Recently, a follower asked me for a Christmas story, preferably with some warm fuzzy kind of feel to it. I felt obliged to give them one. So, here’s the first bit to this year’s Christmas Special. Enjoy!
Christmas. For some, the word struck dread into people’s hearts. For me? I felt nothing. I wasn’t an Ebenezer Stooge, I just didn’t have anyone to share it with. It had been three years since my parents had passed away, both of them within six months of each other. They always said they weren’t going linger without the other, and it was true. And being an only child of two only children, I had no relatives with which I could gather for the holidays.
It was Friday morning, three weeks before Christmas, when my phone buzzed in my pocket. I was sitting in my armchair in my apartment living room, working on a final project for the semester, a math sort of project that would bore all but a select few of you. I was attempting for a Masters in math, which some might find disgusting, but I found invigorating.
I fished the phone out of my pocket, and answered. “Curt Didas,” I said. A bright and cheerful voice greeted me.
“Hey, Curt, it’s me, Chance!” Chancellor Grivens was in nearly all of the same classes as me. His outgoing personality had infected even the most introverted of people (me), and we had become what some might call close friends.
“How can I help you?” I asked. I closed the computer; the paper was very nearly finished, and I just had to do one final spell and grammar check before I submitted it.
“So, I kind of have a few more friends than I expected for this Christmas. Any chance I could fit two of them in at your place?”
I looked around. I had a single bedroom apartment, which included a separate kitchenette and small dining area. Besides that, the only other room was the living room. But two people? I supposed my meager area could hold that number. “I suppose I could fit them in somewhere.”
“Great! They’ll be here the week before Christmas.”
A week? With two complete strangers living in my apartment? I shuddered at the thought, but swallowed and said, “Okay.”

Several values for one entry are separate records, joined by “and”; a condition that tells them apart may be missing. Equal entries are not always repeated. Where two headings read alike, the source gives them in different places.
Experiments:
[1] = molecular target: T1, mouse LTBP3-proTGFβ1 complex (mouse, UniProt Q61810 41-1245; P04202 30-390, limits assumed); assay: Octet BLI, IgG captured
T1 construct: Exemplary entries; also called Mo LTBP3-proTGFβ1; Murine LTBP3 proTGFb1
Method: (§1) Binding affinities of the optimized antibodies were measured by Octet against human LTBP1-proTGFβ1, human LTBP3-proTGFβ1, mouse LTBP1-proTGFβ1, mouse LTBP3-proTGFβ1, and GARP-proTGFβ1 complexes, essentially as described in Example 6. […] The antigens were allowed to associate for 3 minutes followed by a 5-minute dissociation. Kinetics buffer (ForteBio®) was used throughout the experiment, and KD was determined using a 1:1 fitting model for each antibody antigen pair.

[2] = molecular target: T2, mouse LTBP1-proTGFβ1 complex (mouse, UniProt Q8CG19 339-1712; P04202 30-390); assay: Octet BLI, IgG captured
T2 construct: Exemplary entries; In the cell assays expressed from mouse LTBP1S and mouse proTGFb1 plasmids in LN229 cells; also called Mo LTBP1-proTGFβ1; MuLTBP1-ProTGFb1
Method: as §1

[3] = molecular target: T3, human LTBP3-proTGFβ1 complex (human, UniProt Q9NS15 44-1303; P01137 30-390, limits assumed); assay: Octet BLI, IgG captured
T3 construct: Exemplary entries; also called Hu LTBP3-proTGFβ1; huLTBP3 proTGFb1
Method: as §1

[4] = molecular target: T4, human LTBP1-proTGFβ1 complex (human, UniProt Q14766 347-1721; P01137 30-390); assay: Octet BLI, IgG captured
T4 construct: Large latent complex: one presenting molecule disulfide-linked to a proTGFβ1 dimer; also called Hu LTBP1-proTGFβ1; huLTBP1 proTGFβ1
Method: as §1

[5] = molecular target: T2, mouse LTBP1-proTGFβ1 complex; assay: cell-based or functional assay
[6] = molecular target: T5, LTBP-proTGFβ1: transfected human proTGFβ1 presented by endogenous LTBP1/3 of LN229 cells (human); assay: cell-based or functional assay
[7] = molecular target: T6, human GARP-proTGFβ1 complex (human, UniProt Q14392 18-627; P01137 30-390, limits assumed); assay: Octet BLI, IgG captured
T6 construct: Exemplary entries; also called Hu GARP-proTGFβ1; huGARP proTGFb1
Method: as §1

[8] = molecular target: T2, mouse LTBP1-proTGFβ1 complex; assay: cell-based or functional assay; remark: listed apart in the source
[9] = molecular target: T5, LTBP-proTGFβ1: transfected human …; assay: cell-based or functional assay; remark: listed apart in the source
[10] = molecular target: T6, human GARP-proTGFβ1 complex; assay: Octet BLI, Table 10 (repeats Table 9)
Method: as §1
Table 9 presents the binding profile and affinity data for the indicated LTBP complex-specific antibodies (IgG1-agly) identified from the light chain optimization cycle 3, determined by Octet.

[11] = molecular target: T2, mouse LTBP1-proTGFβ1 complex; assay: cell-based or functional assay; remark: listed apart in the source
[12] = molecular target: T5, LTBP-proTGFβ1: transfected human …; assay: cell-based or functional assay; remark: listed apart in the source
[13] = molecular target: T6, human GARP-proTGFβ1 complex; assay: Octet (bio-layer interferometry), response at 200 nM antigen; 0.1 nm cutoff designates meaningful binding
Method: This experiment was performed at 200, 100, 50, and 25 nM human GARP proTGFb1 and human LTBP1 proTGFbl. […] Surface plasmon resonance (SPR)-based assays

“Marvelous. See you Monday!”
I put the phone back in my pocket. Unlike others in my class, I wasn’t addicted to it. I took a deep breath, then stood up, picking the computer from my lap. I retreated to my bedroom, deciding that it would be a good idea to get sleep before the next day’s work.
I worked at a local cafe, Street Smart, as an assistant manager. The pay was enough to keep my apartment. It was not enough to keep me from having student loans. Those, however, were kept to a minimum, thanks to both my grandparents and parents for setting up trust funds for education. Because I had no siblings or cousins with which to split the cash, I had a decent amount saved up. Or, at least I did, until I took four years of college.
The following two weeks dragged by. Once the semester finished, I picked up more hours at Street Smart, but still the days seemed to go forever. Everyday, Chance would text me, telling me about his party, and inviting me. I would always decline, feeling like the day would be better suited to relax and be alone.
Finally, the day arrived. Every five minutes, I peeked out the window. While others may think me like the child on Christmas morning, waiting for their parents to wake up, I felt more like the customer waiting to hear that my favorite ice cream flavor was out. Finally, I saw the bright red car pull in. Chance’s familiar frame got out of the driver’s side, followed by two other men. I opened my apartment door, and walked down the stairs. I opened the door to the building as if I was opening it to admit the Grim Reaper himself.
“Curt!” Chance said, bouncing up to the door. “Meet my best friends from back home. This is Dustin,” he motioned to the first man, who was tall and skinny, pale and bright blue eyed. I came up to his chin, which was impressive. Usually I’m to about to people’s ears. “And Robby.” Robby had black hair that hung over his eyes. A dark jacket hung open, showing a shirt that had a picture of a man hitting a wall. Captioned, it said, “DECK THE HALLS.” Both had large duffel bags over their shoulders.
“Welcome,” I said, smiling faintly.
“Nice to meet you,” Dustin said. The sentiment was echoed by Robby.
“Thanks for putting us up,” he added. His voice was deeper than I expected.
“Come on in,” I said, stepping back. They shuffled past, scraping snow off their boots. “I’m on the second floor,” I said as I took the stairs. The three followed me to the top, where I found my key and opened my apartment. “You two will be in here,” I said, motioning to the barren space. It wasn’t huge, but it could fit two sleeping people. “I have an extra air mattress, if you want it,” I offered.